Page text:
“We’ve had a lot of people who are experiencing anxiety in the community and just knowing they’ve got someone to call helps tamp down that anxiety,” Wheeler Fleury said.
OAR volunteer Carly Hodes was matched with a veteran who lived alone in a senior housing center and began checking in with him and bringing him items he needed — something that helped both of them cope.
“It’s incredible to feel like you’re contributing, even if you’re just helping a few people,” says Hodes. “You’re part of a bigger safety net that is helping care for the community.”
The giving went both ways, said Hodes. When she couldn’t find any rubber gloves in stores, the veteran gave her several pairs from his own supply.
Still, many people don’t ask for or get the help they need, Wheeler Fleury said. She blames the cultural value placed on individualism and self-sufficiency that makes people suffer alone.
“We think that everything is done by merit; if you work hard enough you can get it,” she said. “For somebody who has been incredibly independent their whole life, it’s a little soul-crushing to ask for help or admit they are at higher risk.”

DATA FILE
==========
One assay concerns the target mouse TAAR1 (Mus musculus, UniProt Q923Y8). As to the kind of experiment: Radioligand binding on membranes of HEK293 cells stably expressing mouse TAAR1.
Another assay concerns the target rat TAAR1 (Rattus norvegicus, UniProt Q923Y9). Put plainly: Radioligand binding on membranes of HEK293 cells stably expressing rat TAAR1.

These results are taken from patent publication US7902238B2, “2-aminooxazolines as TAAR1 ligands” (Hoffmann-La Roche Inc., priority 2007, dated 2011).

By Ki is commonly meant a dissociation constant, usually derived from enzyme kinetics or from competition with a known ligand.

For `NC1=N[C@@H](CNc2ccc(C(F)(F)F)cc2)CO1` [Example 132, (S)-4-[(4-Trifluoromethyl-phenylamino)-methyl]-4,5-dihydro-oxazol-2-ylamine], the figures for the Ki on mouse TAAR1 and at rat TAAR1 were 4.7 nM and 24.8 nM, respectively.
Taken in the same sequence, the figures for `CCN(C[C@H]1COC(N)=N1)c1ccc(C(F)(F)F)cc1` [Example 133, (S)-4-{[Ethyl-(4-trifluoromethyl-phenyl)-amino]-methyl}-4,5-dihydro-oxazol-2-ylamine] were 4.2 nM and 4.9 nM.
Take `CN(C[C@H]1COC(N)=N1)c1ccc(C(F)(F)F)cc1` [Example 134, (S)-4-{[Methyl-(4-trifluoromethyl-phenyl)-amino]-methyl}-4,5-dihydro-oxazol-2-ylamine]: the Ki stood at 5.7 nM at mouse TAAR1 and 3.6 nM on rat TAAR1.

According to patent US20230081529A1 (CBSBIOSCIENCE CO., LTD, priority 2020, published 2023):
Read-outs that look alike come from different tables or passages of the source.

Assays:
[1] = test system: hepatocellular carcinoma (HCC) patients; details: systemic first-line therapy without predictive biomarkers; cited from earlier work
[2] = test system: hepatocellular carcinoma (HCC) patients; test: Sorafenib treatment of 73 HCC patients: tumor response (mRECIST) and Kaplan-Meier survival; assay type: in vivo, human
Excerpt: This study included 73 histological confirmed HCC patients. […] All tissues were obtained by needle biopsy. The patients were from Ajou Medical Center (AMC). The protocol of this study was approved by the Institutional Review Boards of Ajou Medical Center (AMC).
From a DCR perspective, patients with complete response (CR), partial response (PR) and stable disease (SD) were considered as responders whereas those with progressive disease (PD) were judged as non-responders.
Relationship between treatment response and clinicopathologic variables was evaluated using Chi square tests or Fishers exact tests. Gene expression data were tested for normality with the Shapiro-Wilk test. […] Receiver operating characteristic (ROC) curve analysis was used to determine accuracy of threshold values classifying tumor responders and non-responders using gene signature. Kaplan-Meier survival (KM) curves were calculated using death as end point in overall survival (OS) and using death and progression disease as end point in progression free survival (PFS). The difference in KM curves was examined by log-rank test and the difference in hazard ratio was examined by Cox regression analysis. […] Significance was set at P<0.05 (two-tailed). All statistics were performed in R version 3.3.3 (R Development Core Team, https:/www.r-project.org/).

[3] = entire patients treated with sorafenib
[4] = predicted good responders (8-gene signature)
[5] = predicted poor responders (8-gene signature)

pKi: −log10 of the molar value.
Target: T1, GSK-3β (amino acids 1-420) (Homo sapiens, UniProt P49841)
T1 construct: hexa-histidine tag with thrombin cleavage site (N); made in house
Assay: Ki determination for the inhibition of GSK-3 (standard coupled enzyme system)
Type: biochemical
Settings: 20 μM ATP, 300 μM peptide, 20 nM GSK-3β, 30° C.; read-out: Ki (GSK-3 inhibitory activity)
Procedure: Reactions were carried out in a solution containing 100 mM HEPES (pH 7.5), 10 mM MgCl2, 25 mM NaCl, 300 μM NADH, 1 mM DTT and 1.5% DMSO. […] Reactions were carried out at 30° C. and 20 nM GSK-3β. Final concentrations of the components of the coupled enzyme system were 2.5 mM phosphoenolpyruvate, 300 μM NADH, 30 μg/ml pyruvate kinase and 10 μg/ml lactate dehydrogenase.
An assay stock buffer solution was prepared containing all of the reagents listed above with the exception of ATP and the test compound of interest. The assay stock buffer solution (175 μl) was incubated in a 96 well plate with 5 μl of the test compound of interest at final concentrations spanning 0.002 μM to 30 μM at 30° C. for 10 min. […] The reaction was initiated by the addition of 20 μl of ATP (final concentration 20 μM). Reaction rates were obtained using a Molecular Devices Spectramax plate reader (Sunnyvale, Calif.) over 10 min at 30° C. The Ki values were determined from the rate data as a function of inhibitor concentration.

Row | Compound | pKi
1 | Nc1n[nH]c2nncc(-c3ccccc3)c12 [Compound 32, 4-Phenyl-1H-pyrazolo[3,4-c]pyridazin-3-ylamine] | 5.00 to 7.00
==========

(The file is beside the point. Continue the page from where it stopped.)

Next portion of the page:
However, the benefits of reaching out are profound. Gordon from the Center for Mind-Body Medicine said community support was especially important now that everyone is suffering together. He said people could reduce anxiety on their own by practicing slow belly breathing, movement, and affirmations. However, it was more effective to practice together in groups with a common goal, he said.
“We need to create supportive networks so that people can share their experience with each other,” he said. “When they see they’re not alone, it’s particularly reassuring.
This article is part of our reporting on The People’s COVID-19 Response. Here are a few articles from the series:
- Coronavirus catalyzes growing wave of grassroots action despite social distancing
- The coronavirus pandemic calls us to share more than ever
- The People’s COVID-19 Response needs you
- 10 ways to share during the COVID-19 pandemic
- The pandemic isn’t a portal, yet
- The Response: Resisting COVID-19 with mutual aid in Chico, CA
- 20 ways Shareable readers are helping during the pandemic